It looked at the lived experience of imprisonment in Scotland from the perspective of people with learning disabilities, highlighting the unique yet hidden challenges that they face within prisons. The findings are based on a research project involving over 70 qualitative interviews with 25 men and women with learning disabilities at all stages of criminal justice from arrest to post-imprisonment.
The research was carried out within Scottish prisons between 2013–2014 and involved discussing participants’ experiences of imprisonment and their understandings of wider criminal justice processes.
It found that participants discussed the harmful aspects of prison life through the narrative of ‘pains’, though much of these painful encounters were found in structures and cultures which, in turn, produced disabling barriers that made participants question their worth.
Harms include being unable to escape targeted violence
Prisoners with learning disabilities were forced into circumstances that others were not, that placed them at further risk of harm such as staying in prison for longer than their tariff, of being forced into risky relationships, of being overlooked or being unable to escape targeted violence.
The research found that the hidden harms, over and above the established pains of imprisonment, led to disability inequalities and immeasurable injustice.
At times, participants deployed their own tactics or ‘secondary adjustments’ to make life in prison survivable, i.e. bartering canteen items for support with filling out forms.
Caitlin Gormley, Scottish Centre for Crime and Justice Research, University of Glasgow and author of the research, said: “It is impossible to deny the experience, and impact, of being routinely harassed, victimized, verbally degraded, and physically attacked on the basis of identity. Yet, it was clear, as a result of disability discrimination, that the locus of the problem often falls at the feet of the person with learning disabilities while institutions fail to address the structural and socio-cultural barriers that exclude this group through reasonable adjustments.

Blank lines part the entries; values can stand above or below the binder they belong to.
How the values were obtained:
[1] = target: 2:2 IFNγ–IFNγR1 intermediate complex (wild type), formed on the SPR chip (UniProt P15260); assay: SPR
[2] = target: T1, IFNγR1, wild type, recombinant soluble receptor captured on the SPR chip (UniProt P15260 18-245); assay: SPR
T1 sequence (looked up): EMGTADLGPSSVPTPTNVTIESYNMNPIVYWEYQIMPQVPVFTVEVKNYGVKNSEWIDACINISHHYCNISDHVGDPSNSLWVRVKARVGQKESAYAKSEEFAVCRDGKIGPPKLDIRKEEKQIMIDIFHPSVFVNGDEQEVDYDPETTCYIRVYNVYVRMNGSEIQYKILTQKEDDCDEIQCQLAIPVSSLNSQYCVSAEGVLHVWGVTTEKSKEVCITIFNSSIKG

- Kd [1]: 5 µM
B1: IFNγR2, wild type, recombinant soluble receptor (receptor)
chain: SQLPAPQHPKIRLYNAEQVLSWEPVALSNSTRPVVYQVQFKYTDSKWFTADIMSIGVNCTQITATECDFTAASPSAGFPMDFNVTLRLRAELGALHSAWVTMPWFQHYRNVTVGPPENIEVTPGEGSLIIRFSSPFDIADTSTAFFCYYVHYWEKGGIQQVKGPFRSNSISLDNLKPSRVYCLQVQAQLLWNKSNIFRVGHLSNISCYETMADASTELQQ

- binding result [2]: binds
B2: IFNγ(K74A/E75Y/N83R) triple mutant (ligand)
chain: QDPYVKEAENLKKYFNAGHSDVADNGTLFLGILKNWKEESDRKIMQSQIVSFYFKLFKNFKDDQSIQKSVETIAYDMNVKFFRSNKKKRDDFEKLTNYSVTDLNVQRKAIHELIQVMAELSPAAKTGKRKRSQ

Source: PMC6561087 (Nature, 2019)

“It is their responsibility to ensure that the prison know about their impairment and its effects; they are also expected to adjust to an ‘institutionally thoughtless’ regime, which has not been designed nor adapted to meet their needs; and, all the while, they are targeted and victimized for being different.
“While it might be argued that many of these harmful aspects of prison life are similarly experienced by non-disabled people, the overlapping of those experiences is unique to this group. The systemic negligence of people with learning disabilities, in this context, and the moral indifference they encounter at every stage of life reveal the socially mediated harms embedded within disabling prison structures and institutional interactions.”
This paper demonstrates that very little had changed in Scottish prisons for people with learning disabilities since The Prison Reform Trust’sNo One Knowsinvestigation in 2007–8, though the findings depart slightly in focus from the individual to the structural through the notion of hidden harms and by bringing together criminological and disability studies literature.
Dr Gormley concluded that prison is disproportionately difficult to navigate for people with learning disabilities due to inherent structural, procedural, and communicative barriers that exclude, disadvantage, and oppress this group. Inaccessibility can force people with learning disabilities into, otherwise avoidable, risky social interactions and relationships. As a result of the failure to acknowledge an already marginalized group, more is being asked of people with learning disabilities while in prison.